there is never anything but creation of data when it is put in a database. For even if the make of the database seeks to use only ‘pre-exiting’ materials, all he can in fact use is his own perception of what those materials are. So always in making his database he is in a sense ‘creating’ information, using his own mind to judge what the ‘old’ material is to put into his database. It makes no difference whether he is trying to record it himself for the first time or trying to use what he perceived to be a pre-existing record: there is no reality, only an observer's perception of it. Always ultimately a database will be subjective in that sense'.If this is right, following Sportradar's counsel's logic, there could never be any protected database, held Sir Robin. Neither was he impressed by attempts to distinguish between a database made up of data consisting of pre-existing items collected by the database make and one made up of items ascertained by the database maker himself. He gave as an example, the communication from the FBA being recorded and the SIP listening to that recording, rather than using the current direct communication. The former arrangement would benefit from database right, according to Sportradar's submission, whereas the latter would not: ‘The legislators cannot have intended anything as silly as that’, said Sir Robin.
Sir Robin looked at the policy behind the Directive, stating that there were understandable policy reasons behind excluding substantive data creation (such as football fixtures and lists of runners and riders) but not cases where people collect data by measurement or similar processes and assemble that data in a database (the latter being excluded if Sportradar's submissions were followed, he held): ‘The policy of the Directive is that databases which cost a lot of investment and can readily be copied should be protected. The right is created to protect the investment which goes into the creation of a database.’ The Directive is concerned with creation of a commercial right so as to encourage the creation of valuable databases.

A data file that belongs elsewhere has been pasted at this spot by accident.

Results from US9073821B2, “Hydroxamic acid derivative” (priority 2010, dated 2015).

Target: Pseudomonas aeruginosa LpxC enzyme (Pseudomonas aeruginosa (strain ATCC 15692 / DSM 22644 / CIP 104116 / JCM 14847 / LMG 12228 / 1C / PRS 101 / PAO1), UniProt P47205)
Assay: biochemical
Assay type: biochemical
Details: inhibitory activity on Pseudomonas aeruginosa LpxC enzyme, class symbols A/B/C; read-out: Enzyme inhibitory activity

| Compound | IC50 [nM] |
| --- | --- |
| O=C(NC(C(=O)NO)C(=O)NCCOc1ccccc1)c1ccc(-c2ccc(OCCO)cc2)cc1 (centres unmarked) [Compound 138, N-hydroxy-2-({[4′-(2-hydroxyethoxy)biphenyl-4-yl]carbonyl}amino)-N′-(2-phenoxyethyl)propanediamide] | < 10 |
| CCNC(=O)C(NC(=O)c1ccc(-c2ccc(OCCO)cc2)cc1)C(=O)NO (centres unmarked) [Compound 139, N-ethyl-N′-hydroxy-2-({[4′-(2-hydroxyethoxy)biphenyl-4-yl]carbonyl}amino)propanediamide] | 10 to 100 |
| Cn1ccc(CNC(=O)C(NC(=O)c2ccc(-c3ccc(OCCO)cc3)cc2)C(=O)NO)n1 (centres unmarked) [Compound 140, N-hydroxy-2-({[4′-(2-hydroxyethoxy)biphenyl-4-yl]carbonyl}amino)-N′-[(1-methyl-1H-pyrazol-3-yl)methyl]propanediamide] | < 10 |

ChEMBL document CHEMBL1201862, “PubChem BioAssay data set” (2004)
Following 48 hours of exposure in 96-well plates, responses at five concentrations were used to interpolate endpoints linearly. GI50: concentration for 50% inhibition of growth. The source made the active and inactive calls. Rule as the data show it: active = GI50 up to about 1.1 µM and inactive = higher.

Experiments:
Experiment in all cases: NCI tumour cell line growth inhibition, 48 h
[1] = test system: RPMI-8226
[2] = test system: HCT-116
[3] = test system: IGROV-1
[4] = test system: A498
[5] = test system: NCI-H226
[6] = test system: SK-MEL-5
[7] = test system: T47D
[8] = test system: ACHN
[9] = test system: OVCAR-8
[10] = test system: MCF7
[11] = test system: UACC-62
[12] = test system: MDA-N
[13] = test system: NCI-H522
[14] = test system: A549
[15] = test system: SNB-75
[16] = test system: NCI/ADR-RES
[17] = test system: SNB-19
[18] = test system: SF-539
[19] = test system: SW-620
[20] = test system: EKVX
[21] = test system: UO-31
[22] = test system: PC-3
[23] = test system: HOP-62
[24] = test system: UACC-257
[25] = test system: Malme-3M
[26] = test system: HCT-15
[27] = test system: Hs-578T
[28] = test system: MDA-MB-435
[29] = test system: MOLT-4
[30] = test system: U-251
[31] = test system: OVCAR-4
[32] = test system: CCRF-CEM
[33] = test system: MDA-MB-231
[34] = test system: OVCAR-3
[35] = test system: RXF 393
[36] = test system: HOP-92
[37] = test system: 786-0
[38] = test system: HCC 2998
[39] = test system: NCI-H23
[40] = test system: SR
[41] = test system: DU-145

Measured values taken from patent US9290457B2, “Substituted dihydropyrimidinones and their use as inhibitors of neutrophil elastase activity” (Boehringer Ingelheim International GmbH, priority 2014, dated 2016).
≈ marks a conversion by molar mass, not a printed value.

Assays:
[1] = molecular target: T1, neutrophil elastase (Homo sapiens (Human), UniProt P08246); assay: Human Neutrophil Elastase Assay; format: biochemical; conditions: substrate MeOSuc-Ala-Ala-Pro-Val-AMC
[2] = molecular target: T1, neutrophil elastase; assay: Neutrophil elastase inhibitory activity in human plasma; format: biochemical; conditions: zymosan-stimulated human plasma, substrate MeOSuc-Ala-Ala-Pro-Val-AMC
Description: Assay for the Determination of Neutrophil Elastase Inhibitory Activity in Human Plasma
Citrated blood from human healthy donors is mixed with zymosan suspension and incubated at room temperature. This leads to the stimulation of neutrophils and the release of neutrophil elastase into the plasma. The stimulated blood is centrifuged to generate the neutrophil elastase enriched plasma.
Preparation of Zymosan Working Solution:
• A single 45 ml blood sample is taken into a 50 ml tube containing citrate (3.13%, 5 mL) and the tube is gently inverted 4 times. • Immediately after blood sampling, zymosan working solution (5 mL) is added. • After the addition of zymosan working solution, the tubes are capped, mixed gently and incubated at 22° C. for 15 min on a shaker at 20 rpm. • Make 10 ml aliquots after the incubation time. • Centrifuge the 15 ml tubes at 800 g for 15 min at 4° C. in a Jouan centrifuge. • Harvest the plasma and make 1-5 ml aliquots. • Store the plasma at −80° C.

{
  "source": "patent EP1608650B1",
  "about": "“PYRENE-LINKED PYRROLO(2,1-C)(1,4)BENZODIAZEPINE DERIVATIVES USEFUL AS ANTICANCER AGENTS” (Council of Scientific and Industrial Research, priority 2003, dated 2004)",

There were submissions that only the investment in gathering the objective data elements of the database would gain a sui generis right (ie the goals scored, time of the goal and scorer, for example) and investment in subjective elements (ie who was the dominant player in the last 10 min or who should be the man of the match) would not count for sui generis right purposes. Sir Robin drew an analogy with a scholar creating a database of all Charles Dickens's references to law and lawyers. This would involve expenditure of significant resources and the database would qualify for protection. If the scholar then added commentary, he would not lose protection for the database (although the commentary was subjective), but these sui generis rights would not prevent extraction of information from the database which he himself had generated ‘because the rules as to what amounts to infringement focus on whether infringer is making undue use of the relevant resources which went into the database. The scholar's own commentaries would not be relevant resources’, although he might have copyright protection in these commentaries:
When a referee says the ball was over the line and signals a goal has been scored, it has. Any spectator who tells someone that it has been scored is not creating data. If he adds his opinion that it could be the goal of the month, that is his creation.Sir Robin therefore agreed with Floyd J that the Football Live database had sui generis protection.
Football Dataco contended that the UK-based users of the Stan James betting website were infringers pursuant to Article 7(1), (2) and (5).
Stan James submitted that, although all the Lives Scores data on Sportradar's database were uploaded onto its customers' computers, the user could not see it all at once because the data were encrypted (although by applying a magnifying glass decryption key the user could see any part of the data). Stan James claimed that data was only ‘extracted’ when it was read by the punter. Since punters only applied the magnifying glass to relatively few matches, this could not be a substantial part of the Sportradar database (Live Scores), let alone the Football Live database (from which elements of Live Scores were derived).
Sir Robin was unable to accept this argument. He held that the ‘temporary transfer of the contents’ of the Sportradar database to another medium (the punter's computer) and was of an ‘all or nothing’ sort. ‘The point is hopeless’ he said of the Stan James submission: